A Conversation with Bob Stefanowski

With just days to go before the election on Nov. 8, Republican candidate Bob Stefanowski is in the final push to convince Connecticut voters to choose him in the race for governor. He held an exclusive one-on-one interview with The Spectrum. 

Stefanowski grew up in New Haven and is a graduate of Fairfield University and Cornell. He then went on to work in Hartford, eventually becoming a business executive at General Electric. 

If elected, Stefanowski said his first 100 days in office would be spent giving his constituents some immediate relief. He would repeal the gas tax set to go back into effect as of Dec. 1, repeal the highway truck tax set to go in effect Jan. 1, and repeal the existing state food tax. In addition, Stefanowski said he would reinforce the state police force. 

“People are really struggling to pay utility bills, to pay taxes, to buy groceries, to fill their oil tank and we’re in a situation where we’ve got $6 billion in Hartford at the capital that’s not being used,” said Stefanowski. “I think we need to give some of that back right away to take some pressure off people.”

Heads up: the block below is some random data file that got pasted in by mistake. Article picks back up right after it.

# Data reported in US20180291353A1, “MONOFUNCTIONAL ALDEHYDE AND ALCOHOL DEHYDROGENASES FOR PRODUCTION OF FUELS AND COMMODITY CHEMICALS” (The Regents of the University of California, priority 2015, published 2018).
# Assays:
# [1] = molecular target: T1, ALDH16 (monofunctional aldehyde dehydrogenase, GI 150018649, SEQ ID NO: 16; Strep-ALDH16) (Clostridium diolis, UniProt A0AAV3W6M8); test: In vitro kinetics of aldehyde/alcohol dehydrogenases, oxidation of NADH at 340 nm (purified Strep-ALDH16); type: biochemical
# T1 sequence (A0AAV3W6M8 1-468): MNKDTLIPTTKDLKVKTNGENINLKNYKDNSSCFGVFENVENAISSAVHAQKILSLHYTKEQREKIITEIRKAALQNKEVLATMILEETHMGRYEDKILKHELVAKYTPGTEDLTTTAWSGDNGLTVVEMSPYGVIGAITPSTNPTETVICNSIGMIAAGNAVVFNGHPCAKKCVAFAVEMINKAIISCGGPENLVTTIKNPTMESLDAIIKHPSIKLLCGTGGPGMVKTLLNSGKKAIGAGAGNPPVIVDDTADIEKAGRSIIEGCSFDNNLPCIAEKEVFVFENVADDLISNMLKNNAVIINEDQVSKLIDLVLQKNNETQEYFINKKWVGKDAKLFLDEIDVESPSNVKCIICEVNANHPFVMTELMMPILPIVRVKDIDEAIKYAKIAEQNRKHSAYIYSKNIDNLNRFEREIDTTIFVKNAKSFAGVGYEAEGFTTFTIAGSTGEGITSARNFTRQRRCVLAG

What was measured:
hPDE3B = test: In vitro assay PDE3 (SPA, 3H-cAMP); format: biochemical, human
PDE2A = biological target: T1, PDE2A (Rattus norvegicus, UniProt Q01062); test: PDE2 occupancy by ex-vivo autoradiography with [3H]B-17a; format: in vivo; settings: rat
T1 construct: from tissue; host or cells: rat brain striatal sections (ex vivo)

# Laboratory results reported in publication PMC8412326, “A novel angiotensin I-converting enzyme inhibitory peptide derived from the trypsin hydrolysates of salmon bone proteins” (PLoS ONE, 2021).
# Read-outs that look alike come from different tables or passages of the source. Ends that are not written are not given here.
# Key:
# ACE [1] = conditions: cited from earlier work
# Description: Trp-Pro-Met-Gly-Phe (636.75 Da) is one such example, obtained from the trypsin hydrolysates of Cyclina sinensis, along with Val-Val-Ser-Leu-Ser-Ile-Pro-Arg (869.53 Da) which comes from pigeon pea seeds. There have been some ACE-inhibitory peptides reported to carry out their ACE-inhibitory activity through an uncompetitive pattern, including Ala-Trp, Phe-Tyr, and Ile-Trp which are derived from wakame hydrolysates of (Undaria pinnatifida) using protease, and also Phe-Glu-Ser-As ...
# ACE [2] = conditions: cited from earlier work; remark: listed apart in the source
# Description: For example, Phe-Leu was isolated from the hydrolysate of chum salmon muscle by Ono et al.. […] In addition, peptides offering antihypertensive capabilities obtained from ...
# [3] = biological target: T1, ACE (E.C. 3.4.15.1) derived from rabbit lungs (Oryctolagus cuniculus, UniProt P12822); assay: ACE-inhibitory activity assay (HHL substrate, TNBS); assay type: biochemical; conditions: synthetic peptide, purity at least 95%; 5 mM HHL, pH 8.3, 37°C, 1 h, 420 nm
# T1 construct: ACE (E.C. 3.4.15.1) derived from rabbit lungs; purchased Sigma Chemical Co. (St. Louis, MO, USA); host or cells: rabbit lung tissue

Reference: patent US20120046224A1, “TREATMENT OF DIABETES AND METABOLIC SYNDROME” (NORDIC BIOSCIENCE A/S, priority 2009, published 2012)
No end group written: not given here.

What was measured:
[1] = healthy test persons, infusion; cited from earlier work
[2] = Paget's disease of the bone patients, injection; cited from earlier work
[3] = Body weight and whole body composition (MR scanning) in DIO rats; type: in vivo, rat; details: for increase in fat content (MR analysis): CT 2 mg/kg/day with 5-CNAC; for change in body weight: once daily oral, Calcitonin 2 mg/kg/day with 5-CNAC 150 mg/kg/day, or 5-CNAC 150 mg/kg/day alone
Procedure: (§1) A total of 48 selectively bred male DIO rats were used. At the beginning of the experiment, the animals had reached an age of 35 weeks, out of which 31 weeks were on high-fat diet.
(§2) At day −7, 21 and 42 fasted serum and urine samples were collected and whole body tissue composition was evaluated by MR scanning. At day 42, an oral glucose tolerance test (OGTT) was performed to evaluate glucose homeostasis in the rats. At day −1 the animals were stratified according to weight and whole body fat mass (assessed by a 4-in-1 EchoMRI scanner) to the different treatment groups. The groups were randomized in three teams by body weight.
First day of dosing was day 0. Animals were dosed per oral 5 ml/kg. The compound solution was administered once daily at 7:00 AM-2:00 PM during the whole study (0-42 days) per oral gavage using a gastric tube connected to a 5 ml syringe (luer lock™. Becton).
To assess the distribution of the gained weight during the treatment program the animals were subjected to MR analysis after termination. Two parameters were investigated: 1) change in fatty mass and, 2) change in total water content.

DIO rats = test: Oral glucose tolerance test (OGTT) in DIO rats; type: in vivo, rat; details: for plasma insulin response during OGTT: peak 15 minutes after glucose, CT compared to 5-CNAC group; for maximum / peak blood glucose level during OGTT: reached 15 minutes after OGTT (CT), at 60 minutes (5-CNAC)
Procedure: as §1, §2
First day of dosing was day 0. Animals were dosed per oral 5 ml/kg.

Stefanowski is running on a plan to use Connecticut’s budget surplus, claiming that the surplus is in excess of $6 billion. According to the state comptroller in a report to WTNH, Connecticut only has $3.3 billion in the state’s “rainy day fund.” 

Stefanowski named his plan “Connecticut F.I.R.S.T.,” which he said stands for “fight inflation, reduce state taxes.” 

“There’s a lot of nuisance tax in Connecticut, that in and of themselves are not massive, but if you start to add them up, that’s real money,” he said.

Stefanowski said he believes Connecticut’s cities need to be revitalized to make a better environment for young people. That revitalization includes investing in technology. 

“I think we’re behind in technology, and there’s no reason we can’t create the kind of environment that Boston and New York have. We have all the same assets,” he said. 

Although Stefanowski does not have a set plan in place to help Connecticut students pay off student loan debt, his strategy is to wait and see how President Biden’s plan plays out. 

“We can’t have kids getting out of school with crushing levels of debt,” he said. “If there’s a fair way to take some pressure off kids and not having to graduate with a ton of debt, I would absolutely look at that.” 

When it comes to incentivizing Connecticut students to stay in the state after graduation, Stefanowski emphasized his plan on home ownership and the current state of the Connecticut workforce.